Sheila Gallagher: That Which Remains
May 7th, 12-8pm,
May 8th, 12 – 6 pm
The history of trash and how it relates to artist Sheila Gallagher’s Sappho-inspired exhibition “That Which Remains” is the subject for a talk with Sheila Gallagher and Robin Nagle, of the NYC Department of Sanitation. The gallery will be open May 7th, 12 pm-8 pm.
15 Rivington Street, between Bowery and Chrystie Streets
Marc Breslin: Refuse
May 7th, 7 pm
Marc Breslin debuts his video Refuse—which examines the daily movements of the Sanitation Department in Brooklyn—accompanied by a performed sound piece excavating William S. Burroughs’s Dead City Radio.The gallery will be open from 7 pm to midnight. Exhibition through 6/5.
52 Orchard Street, between Grand and Hester
Birds and Bees: Flight of Fantasy
May 7th, 7 pm – 7:30pm
Yuliya Lanina, during her exhibition, collaborates with C. Eule Dance Company to create “Flight of Fantasy,” a performance envisioning a sustainable balance between urban development and colonies of butterflies. The gallery will be open from 12:00-6 pm.
NY Studio Gallery
154 Stanton Street, between Suffolk & Clinton Sts
It’s on the Green Map! New City Walking Tour
May 8th, 12pm – 3pm
Explore local sites with Wendy Brawer, founder of the global sustainability mapmaking movement. Meet neighborhood eco-leaders including Paul Castrucci, architect of ABC No Rio, designed to Passive House (exceptionally energy efficient) standards.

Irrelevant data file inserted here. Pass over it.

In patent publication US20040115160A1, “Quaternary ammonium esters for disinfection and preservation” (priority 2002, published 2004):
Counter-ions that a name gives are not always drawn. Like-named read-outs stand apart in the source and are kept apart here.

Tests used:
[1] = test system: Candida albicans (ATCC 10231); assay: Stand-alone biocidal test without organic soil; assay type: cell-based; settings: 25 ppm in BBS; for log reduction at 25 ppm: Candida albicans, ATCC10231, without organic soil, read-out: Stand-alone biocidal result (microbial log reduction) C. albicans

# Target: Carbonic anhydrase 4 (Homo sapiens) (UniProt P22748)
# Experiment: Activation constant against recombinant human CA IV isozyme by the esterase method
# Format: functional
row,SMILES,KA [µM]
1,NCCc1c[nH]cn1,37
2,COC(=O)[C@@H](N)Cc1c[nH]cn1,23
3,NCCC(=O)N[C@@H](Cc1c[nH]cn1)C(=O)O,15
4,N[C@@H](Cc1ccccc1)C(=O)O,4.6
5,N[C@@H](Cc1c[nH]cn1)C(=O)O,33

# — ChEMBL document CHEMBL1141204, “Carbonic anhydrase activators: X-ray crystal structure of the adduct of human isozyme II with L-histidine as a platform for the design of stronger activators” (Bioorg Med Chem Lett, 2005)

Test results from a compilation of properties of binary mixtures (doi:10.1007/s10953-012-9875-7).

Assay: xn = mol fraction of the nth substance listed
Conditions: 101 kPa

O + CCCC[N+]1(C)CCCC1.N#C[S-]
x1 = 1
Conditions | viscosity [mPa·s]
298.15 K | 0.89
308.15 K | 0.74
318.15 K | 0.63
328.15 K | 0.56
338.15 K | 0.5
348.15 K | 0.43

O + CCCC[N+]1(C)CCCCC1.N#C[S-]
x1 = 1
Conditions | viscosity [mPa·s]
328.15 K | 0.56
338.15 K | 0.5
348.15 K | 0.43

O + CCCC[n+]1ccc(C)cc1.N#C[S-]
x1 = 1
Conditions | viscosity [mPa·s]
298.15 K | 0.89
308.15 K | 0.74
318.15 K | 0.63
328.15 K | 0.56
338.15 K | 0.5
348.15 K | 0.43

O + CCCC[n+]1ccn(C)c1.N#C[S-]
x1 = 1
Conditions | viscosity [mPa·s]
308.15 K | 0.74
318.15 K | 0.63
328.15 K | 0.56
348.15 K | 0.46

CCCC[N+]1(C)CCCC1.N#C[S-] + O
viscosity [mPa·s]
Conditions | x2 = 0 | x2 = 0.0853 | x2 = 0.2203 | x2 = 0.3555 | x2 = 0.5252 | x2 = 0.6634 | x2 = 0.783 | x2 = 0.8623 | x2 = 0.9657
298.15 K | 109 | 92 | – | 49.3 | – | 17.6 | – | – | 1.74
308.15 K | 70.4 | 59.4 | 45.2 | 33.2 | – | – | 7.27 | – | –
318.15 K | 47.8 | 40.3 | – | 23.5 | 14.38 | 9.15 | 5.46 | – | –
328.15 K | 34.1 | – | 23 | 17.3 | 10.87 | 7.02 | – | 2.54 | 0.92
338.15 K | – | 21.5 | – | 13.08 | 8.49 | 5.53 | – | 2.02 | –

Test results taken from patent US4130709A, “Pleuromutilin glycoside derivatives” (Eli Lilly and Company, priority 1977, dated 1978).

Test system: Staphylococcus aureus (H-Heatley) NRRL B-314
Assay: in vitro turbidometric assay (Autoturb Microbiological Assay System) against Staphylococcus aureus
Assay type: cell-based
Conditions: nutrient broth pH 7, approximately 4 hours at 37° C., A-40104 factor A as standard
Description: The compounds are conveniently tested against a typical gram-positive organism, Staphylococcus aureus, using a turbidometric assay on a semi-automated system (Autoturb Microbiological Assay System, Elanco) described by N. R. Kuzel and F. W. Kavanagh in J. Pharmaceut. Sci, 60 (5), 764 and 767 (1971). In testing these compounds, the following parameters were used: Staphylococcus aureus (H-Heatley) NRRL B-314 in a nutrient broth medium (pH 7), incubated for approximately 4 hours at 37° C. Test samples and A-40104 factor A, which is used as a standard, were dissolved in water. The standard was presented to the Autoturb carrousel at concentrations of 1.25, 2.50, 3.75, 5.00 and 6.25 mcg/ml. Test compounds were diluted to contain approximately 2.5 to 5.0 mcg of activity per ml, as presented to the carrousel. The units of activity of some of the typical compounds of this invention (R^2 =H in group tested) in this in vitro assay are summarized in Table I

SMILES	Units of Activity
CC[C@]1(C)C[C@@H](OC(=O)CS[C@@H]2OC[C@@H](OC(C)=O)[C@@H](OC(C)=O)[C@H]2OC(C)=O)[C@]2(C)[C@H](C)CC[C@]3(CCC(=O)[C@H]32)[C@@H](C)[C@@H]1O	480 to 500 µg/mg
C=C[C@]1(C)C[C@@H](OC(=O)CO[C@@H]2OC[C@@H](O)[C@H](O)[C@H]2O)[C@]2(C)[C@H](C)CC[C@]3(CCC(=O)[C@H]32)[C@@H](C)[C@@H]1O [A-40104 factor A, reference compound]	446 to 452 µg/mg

Starts at the New Museum, 235 Bowery, between Stanton & Rivington Streets
Bowery Arts & Science Presents Bowery Beehive
May 8th, 3pm
Discover the hives that urban bee man Sam Comfort helped establish to pollinate the City. Honey will be for sale to benefit Bowery Arts & Science, the nonprofit that programs the Bowery Poetry Club.
Bowery Poetry Club, 308 Bowery, between Bleecker & Houston Sts
NYC The Future Metropolis Volume 3: Water in New York
May 8th, 5 pm – 7 pm
“Water in New York” considers water in relation to NYC: how it’s used, its cultural significance, and that which surrounds it. The initiative is part of NYC The Future Metropolis, an ongoing series of events focused on making the city a more sustainable place to live, work, and do business.